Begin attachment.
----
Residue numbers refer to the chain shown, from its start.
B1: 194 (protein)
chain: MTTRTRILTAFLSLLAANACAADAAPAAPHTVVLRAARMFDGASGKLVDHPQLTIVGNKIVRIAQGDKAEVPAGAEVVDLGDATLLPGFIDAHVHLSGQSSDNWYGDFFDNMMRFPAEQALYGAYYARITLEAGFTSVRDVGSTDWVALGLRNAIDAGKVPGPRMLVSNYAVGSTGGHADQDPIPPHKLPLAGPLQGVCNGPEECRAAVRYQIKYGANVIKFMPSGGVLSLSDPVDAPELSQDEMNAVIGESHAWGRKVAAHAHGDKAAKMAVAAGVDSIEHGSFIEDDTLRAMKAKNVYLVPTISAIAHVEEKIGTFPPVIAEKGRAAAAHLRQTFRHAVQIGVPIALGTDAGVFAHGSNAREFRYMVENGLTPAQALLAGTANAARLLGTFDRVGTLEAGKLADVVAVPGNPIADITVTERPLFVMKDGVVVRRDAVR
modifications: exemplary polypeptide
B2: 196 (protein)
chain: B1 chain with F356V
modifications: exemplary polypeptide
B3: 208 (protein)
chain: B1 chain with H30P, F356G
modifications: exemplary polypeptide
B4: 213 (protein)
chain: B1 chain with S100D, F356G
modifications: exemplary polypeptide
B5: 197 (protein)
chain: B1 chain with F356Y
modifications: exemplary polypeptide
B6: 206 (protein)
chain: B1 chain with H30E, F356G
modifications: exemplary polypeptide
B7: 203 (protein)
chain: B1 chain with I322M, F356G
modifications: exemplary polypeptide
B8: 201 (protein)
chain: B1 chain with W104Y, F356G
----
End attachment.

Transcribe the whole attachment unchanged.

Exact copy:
Residue numbers refer to the chain shown, from its start.
B1: 194 (protein)
chain: MTTRTRILTAFLSLLAANACAADAAPAAPHTVVLRAARMFDGASGKLVDHPQLTIVGNKIVRIAQGDKAEVPAGAEVVDLGDATLLPGFIDAHVHLSGQSSDNWYGDFFDNMMRFPAEQALYGAYYARITLEAGFTSVRDVGSTDWVALGLRNAIDAGKVPGPRMLVSNYAVGSTGGHADQDPIPPHKLPLAGPLQGVCNGPEECRAAVRYQIKYGANVIKFMPSGGVLSLSDPVDAPELSQDEMNAVIGESHAWGRKVAAHAHGDKAAKMAVAAGVDSIEHGSFIEDDTLRAMKAKNVYLVPTISAIAHVEEKIGTFPPVIAEKGRAAAAHLRQTFRHAVQIGVPIALGTDAGVFAHGSNAREFRYMVENGLTPAQALLAGTANAARLLGTFDRVGTLEAGKLADVVAVPGNPIADITVTERPLFVMKDGVVVRRDAVR
modifications: exemplary polypeptide
B2: 196 (protein)
chain: B1 chain with F356V
modifications: exemplary polypeptide
B3: 208 (protein)
chain: B1 chain with H30P, F356G
modifications: exemplary polypeptide
B4: 213 (protein)
chain: B1 chain with S100D, F356G
modifications: exemplary polypeptide
B5: 197 (protein)
chain: B1 chain with F356Y
modifications: exemplary polypeptide
B6: 206 (protein)
chain: B1 chain with H30E, F356G
modifications: exemplary polypeptide
B7: 203 (protein)
chain: B1 chain with I322M, F356G
modifications: exemplary polypeptide
B8: 201 (protein)
chain: B1 chain with W104Y, F356G